$ctrl.messages = messages;
$ctrl.messagesLoaded = true;
}

Which, in retrospect, was even worse solution — I had easy to forget boolean and I had to always touch component’s controller to set it. And as it usually happens, bad solution spread out in entire application.

Nice solution found in the Internet

Few weeks later, on Daniel Niederberger’s blog, in article Wait for the Bindings of a Directive in Angular I found much clearer solution — just add a wrapping component! Just like:

<messages 
elements="$ctrl.messages"
>
</messages>

And then in messages template (If somebody dive into wrapping component and will be surprised why there is additional component, it can be explained with comment):

<!-- Needed because messages can be loaded asynchronously  -->
<messages-impl
elements="$ctrl.elements"
ng-if="$ctrl.messages !== undefined"
>
</messages-impl>

Easy to implement, easy to find out why it is done in this way even few months later. But today, with Angular 1.5.3 (and newer) and $onChanges component hook, even more cleaner way is possible.

Dealing with not ready bindings with $onChanges hook

Everyone who follows the changes in modern Angular development should be familiar with $onChanges component hook. Few months ago I wrote how $onChanges can be used to switch between Youtube and Vimeo players, and waiting for asynchronous bindings can be solved in the same way.

Inside $onChanges implementation we check elements are resolved, and if they are we calculate whether to display alert or not:

function MessagesController () { 
var $ctrl = this;
  $ctrl.$onInit = function () {}
  $ctrl.$onChanges = function (changes) { 
if (_areElementsResolved(changes)) {
var unreadMessages = $ctrl.elements.filter(_isUnread);
$ctrl.showUnreadAlert = unreadMessages.length > 10;
}
}
  // elements may be loaded asynchronously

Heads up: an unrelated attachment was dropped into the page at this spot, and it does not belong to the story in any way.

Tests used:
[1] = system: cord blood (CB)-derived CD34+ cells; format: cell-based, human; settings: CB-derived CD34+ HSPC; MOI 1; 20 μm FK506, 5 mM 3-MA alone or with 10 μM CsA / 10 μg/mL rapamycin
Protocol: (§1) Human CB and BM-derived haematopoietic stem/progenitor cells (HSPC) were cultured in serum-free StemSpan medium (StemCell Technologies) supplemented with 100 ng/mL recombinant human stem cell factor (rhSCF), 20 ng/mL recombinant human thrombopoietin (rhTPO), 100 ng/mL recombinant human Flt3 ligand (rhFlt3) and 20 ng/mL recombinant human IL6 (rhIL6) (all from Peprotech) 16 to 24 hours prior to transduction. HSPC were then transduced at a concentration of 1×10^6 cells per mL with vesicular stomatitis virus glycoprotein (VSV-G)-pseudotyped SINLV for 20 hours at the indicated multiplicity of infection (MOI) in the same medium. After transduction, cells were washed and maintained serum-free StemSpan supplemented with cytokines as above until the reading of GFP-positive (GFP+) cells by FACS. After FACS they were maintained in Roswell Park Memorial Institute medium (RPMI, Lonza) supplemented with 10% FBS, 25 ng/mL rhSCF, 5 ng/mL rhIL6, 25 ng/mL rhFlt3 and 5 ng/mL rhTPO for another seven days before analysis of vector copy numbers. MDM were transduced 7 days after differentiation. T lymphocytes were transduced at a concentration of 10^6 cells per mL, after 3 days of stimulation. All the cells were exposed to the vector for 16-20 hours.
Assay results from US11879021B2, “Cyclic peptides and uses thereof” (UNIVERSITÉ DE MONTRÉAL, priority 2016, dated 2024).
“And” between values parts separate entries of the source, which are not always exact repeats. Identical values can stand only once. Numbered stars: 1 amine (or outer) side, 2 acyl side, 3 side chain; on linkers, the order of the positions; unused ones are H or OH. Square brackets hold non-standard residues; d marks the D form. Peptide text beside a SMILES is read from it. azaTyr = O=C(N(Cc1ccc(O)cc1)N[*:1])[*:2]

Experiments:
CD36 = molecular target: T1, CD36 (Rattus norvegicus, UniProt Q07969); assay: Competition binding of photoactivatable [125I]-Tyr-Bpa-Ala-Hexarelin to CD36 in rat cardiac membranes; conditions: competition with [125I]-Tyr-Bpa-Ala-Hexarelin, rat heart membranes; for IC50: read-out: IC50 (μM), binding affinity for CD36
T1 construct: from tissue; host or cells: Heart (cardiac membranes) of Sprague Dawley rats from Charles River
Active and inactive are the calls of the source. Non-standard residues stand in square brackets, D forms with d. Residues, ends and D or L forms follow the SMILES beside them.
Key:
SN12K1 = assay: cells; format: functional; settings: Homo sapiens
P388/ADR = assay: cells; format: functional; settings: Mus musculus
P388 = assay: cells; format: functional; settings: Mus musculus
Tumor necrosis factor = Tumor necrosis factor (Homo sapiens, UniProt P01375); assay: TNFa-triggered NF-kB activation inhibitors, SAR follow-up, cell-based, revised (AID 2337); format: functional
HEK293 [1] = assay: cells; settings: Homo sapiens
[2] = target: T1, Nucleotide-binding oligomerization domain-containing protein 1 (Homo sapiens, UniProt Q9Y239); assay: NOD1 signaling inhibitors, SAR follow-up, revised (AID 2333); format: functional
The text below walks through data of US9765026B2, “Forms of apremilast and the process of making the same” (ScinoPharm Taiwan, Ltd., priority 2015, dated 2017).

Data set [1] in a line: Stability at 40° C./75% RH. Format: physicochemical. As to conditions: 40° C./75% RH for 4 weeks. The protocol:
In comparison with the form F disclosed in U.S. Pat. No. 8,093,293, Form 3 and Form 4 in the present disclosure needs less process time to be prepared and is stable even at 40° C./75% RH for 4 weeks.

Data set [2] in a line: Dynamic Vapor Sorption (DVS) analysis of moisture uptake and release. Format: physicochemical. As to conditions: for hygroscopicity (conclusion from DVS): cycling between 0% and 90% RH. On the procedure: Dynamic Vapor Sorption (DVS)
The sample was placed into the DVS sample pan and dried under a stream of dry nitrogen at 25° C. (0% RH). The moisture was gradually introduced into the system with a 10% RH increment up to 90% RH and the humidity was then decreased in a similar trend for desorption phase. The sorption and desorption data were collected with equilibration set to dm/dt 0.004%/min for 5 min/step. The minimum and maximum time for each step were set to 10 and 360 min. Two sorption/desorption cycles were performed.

function _areElementsResolved (changes) {
return changes.elements && Array.isArray(changes.elements.currentValue);
}

function _isUnread (element) {
return !!(element.unread); // cast unread property to bool
}
}

Additional function was introduced to check presence of elements changes — it makes it clearer to figure out what it do and it’s nice place to put comment — remember, there is no such thing as too much information.

$onChanges has two main advantages:

  1. It does not require wrapping component
  2. It allows component to react when, for example, elements are reloaded — with previous solutions component has to be recreated, by setting messagesLoaded flag to false or settings messages to undefined.

And I think is more readable than previous proposals. In my opinion,in general $onChanges is the most useful of all hooks and I will prefer $onChanges than $onInit — because binding which is synchronous today, can be asynchronous in future (requirements can change), and usage of $onChanges means less changes in code in future.

Conclusion

Guys from Angular team took a big step forward from 1.4.x to 1.5.x (and now 1.6.x) version. If you are not familiar with changes, I really encourage you to dive into new features, which make our life much easier.